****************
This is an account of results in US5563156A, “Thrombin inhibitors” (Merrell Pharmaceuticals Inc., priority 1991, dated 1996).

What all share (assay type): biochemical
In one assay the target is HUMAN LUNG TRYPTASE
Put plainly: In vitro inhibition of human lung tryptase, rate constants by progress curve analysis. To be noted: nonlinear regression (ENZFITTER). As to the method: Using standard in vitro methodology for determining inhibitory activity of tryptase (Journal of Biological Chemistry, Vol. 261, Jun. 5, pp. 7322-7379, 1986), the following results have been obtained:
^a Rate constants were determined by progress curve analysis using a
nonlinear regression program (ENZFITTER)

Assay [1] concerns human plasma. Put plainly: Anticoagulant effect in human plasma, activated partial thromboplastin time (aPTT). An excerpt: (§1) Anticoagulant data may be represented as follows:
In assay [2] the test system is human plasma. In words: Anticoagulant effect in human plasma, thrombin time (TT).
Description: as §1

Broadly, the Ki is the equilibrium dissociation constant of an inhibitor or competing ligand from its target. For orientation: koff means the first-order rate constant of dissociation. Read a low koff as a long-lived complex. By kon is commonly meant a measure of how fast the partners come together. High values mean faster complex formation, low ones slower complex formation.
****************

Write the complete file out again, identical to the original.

This is an account of results in US5563156A, “Thrombin inhibitors” (Merrell Pharmaceuticals Inc., priority 1991, dated 1996).

What all share (assay type): biochemical
In one assay the target is HUMAN LUNG TRYPTASE
Put plainly: In vitro inhibition of human lung tryptase, rate constants by progress curve analysis. To be noted: nonlinear regression (ENZFITTER). As to the method: Using standard in vitro methodology for determining inhibitory activity of tryptase (Journal of Biological Chemistry, Vol. 261, Jun. 5, pp. 7322-7379, 1986), the following results have been obtained:
^a Rate constants were determined by progress curve analysis using a
nonlinear regression program (ENZFITTER)

Assay [1] concerns human plasma. Put plainly: Anticoagulant effect in human plasma, activated partial thromboplastin time (aPTT). An excerpt: (§1) Anticoagulant data may be represented as follows:
In assay [2] the test system is human plasma. In words: Anticoagulant effect in human plasma, thrombin time (TT).
Description: as §1

Broadly, the Ki is the equilibrium dissociation constant of an inhibitor or competing ligand from its target. For orientation: koff means the first-order rate constant of dissociation. Read a low koff as a long-lived complex. By kon is commonly meant a measure of how fast the partners come together. High values mean faster complex formation, low ones slower complex formation.